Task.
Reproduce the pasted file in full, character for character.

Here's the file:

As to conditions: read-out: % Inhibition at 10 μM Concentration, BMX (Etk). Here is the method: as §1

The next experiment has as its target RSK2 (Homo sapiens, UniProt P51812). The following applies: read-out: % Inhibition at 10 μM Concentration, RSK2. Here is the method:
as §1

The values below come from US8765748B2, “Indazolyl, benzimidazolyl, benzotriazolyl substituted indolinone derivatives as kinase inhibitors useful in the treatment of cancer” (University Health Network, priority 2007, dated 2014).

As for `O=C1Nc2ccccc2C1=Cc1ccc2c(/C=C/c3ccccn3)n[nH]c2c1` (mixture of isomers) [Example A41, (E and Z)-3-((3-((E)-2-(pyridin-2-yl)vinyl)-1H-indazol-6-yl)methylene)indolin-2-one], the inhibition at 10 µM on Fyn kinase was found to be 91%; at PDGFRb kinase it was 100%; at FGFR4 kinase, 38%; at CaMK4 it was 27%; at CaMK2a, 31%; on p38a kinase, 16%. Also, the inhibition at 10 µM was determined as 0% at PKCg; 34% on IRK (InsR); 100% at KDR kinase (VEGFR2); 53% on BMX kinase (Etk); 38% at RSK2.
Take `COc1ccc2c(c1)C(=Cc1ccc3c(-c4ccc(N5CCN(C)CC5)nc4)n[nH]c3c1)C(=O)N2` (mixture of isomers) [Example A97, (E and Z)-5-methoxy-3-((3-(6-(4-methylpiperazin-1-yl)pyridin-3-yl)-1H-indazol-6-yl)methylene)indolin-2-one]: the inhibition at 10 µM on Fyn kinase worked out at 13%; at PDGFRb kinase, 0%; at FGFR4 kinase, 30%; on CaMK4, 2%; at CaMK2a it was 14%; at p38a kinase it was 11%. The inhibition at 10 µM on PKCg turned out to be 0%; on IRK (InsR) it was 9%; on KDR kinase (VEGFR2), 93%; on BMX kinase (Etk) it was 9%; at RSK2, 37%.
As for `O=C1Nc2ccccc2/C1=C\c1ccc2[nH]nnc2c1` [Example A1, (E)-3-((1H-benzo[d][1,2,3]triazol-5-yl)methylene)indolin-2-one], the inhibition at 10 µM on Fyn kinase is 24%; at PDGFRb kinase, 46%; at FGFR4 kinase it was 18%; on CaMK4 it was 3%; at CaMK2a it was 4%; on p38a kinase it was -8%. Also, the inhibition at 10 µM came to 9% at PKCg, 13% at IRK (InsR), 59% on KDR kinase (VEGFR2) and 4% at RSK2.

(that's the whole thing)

As to conditions: read-out: % Inhibition at 10 μM Concentration, BMX (Etk). Here is the method: as §1

The next experiment has as its target RSK2 (Homo sapiens, UniProt P51812). The following applies: read-out: % Inhibition at 10 μM Concentration, RSK2. Here is the method:
as §1

The values below come from US8765748B2, “Indazolyl, benzimidazolyl, benzotriazolyl substituted indolinone derivatives as kinase inhibitors useful in the treatment of cancer” (University Health Network, priority 2007, dated 2014).

As for `O=C1Nc2ccccc2C1=Cc1ccc2c(/C=C/c3ccccn3)n[nH]c2c1` (mixture of isomers) [Example A41, (E and Z)-3-((3-((E)-2-(pyridin-2-yl)vinyl)-1H-indazol-6-yl)methylene)indolin-2-one], the inhibition at 10 µM on Fyn kinase was found to be 91%; at PDGFRb kinase it was 100%; at FGFR4 kinase, 38%; at CaMK4 it was 27%; at CaMK2a, 31%; on p38a kinase, 16%. Also, the inhibition at 10 µM was determined as 0% at PKCg; 34% on IRK (InsR); 100% at KDR kinase (VEGFR2); 53% on BMX kinase (Etk); 38% at RSK2.
Take `COc1ccc2c(c1)C(=Cc1ccc3c(-c4ccc(N5CCN(C)CC5)nc4)n[nH]c3c1)C(=O)N2` (mixture of isomers) [Example A97, (E and Z)-5-methoxy-3-((3-(6-(4-methylpiperazin-1-yl)pyridin-3-yl)-1H-indazol-6-yl)methylene)indolin-2-one]: the inhibition at 10 µM on Fyn kinase worked out at 13%; at PDGFRb kinase, 0%; at FGFR4 kinase, 30%; on CaMK4, 2%; at CaMK2a it was 14%; at p38a kinase it was 11%. The inhibition at 10 µM on PKCg turned out to be 0%; on IRK (InsR) it was 9%; on KDR kinase (VEGFR2), 93%; on BMX kinase (Etk) it was 9%; at RSK2, 37%.
As for `O=C1Nc2ccccc2/C1=C\c1ccc2[nH]nnc2c1` [Example A1, (E)-3-((1H-benzo[d][1,2,3]triazol-5-yl)methylene)indolin-2-one], the inhibition at 10 µM on Fyn kinase is 24%; at PDGFRb kinase, 46%; at FGFR4 kinase it was 18%; on CaMK4 it was 3%; at CaMK2a it was 4%; on p38a kinase it was -8%. Also, the inhibition at 10 µM came to 9% at PKCg, 13% at IRK (InsR), 59% on KDR kinase (VEGFR2) and 4% at RSK2.